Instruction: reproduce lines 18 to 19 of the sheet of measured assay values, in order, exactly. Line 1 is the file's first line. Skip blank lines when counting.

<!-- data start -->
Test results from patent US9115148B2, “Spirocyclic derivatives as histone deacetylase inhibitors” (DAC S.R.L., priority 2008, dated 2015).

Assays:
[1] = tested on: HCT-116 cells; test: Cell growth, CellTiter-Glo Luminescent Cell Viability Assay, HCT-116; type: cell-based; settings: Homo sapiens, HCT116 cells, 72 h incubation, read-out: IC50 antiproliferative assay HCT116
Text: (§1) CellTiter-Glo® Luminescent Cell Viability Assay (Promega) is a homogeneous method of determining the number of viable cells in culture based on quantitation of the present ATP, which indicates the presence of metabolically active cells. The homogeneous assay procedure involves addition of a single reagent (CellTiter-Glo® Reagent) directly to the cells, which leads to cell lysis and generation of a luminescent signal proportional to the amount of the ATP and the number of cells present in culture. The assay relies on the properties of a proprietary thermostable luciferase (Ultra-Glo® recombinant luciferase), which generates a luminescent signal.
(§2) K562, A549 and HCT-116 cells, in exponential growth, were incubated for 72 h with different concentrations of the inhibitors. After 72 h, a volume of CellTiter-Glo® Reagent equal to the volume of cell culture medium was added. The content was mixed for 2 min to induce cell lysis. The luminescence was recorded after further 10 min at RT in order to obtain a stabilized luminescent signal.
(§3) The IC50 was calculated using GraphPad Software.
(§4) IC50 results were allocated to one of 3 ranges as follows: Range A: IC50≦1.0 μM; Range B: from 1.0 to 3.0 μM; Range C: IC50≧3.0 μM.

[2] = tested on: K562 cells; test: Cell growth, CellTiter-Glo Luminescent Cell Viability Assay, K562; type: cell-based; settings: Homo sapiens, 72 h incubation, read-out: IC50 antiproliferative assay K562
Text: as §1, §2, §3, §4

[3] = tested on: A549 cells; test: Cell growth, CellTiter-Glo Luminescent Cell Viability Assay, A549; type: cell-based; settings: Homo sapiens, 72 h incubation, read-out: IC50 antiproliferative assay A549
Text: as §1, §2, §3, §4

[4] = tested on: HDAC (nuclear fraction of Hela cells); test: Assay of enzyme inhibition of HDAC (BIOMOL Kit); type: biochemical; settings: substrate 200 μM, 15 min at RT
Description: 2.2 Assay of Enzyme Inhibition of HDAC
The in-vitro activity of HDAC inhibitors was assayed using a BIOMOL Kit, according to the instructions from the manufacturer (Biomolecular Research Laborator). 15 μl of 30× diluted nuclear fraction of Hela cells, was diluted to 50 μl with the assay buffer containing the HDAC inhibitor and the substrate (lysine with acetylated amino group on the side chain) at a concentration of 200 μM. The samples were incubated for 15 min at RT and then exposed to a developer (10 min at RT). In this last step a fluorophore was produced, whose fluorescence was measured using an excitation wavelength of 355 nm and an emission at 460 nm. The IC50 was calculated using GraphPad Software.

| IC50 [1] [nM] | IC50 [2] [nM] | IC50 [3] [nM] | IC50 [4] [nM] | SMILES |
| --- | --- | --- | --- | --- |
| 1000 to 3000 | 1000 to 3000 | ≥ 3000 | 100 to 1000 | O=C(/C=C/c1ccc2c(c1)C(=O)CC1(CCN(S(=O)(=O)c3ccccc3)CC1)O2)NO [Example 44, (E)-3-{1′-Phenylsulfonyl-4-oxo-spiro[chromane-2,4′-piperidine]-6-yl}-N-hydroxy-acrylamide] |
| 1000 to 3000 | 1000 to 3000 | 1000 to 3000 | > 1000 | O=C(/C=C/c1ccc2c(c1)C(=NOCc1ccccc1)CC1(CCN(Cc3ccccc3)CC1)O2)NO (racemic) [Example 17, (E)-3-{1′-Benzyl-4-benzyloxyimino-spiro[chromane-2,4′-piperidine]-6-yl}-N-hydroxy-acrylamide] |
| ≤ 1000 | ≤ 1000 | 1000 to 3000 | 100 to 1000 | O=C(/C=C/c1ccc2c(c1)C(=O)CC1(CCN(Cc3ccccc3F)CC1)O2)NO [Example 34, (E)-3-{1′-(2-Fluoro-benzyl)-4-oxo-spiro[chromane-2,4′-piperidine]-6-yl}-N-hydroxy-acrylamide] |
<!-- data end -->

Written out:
| 1000 to 3000 | 1000 to 3000 | 1000 to 3000 | > 1000 | O=C(/C=C/c1ccc2c(c1)C(=NOCc1ccccc1)CC1(CCN(Cc3ccccc3)CC1)O2)NO (racemic) [Example 17, (E)-3-{1′-Benzyl-4-benzyloxyimino-spiro[chromane-2,4′-piperidine]-6-yl}-N-hydroxy-acrylamide] |
| ≤ 1000 | ≤ 1000 | 1000 to 3000 | 100 to 1000 | O=C(/C=C/c1ccc2c(c1)C(=O)CC1(CCN(Cc3ccccc3F)CC1)O2)NO [Example 34, (E)-3-{1′-(2-Fluoro-benzyl)-4-oxo-spiro[chromane-2,4′-piperidine]-6-yl}-N-hydroxy-acrylamide] |